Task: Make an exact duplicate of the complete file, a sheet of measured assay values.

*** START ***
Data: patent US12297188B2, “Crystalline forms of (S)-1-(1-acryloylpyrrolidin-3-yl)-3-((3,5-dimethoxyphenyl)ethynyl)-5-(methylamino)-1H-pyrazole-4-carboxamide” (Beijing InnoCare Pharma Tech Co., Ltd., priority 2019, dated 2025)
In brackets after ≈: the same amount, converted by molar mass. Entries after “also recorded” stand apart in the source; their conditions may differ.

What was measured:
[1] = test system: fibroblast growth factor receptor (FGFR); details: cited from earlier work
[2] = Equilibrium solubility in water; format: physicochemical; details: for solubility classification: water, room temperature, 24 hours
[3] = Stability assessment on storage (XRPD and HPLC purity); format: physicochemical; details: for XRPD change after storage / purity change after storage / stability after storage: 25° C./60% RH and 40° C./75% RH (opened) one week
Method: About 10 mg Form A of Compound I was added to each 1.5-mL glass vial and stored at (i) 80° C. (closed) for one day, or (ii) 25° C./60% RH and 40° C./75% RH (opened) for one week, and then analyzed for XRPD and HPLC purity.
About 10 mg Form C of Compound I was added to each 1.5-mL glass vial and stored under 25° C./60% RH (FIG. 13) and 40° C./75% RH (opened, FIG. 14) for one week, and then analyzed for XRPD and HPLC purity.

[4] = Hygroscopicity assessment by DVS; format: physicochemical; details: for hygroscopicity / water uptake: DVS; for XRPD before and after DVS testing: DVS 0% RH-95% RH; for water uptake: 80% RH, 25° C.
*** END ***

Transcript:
Data: patent US12297188B2, “Crystalline forms of (S)-1-(1-acryloylpyrrolidin-3-yl)-3-((3,5-dimethoxyphenyl)ethynyl)-5-(methylamino)-1H-pyrazole-4-carboxamide” (Beijing InnoCare Pharma Tech Co., Ltd., priority 2019, dated 2025)
In brackets after ≈: the same amount, converted by molar mass. Entries after “also recorded” stand apart in the source; their conditions may differ.

What was measured:
[1] = test system: fibroblast growth factor receptor (FGFR); details: cited from earlier work
[2] = Equilibrium solubility in water; format: physicochemical; details: for solubility classification: water, room temperature, 24 hours
[3] = Stability assessment on storage (XRPD and HPLC purity); format: physicochemical; details: for XRPD change after storage / purity change after storage / stability after storage: 25° C./60% RH and 40° C./75% RH (opened) one week
Method: About 10 mg Form A of Compound I was added to each 1.5-mL glass vial and stored at (i) 80° C. (closed) for one day, or (ii) 25° C./60% RH and 40° C./75% RH (opened) for one week, and then analyzed for XRPD and HPLC purity.
About 10 mg Form C of Compound I was added to each 1.5-mL glass vial and stored under 25° C./60% RH (FIG. 13) and 40° C./75% RH (opened, FIG. 14) for one week, and then analyzed for XRPD and HPLC purity.

[4] = Hygroscopicity assessment by DVS; format: physicochemical; details: for hygroscopicity / water uptake: DVS; for XRPD before and after DVS testing: DVS 0% RH-95% RH; for water uptake: 80% RH, 25° C.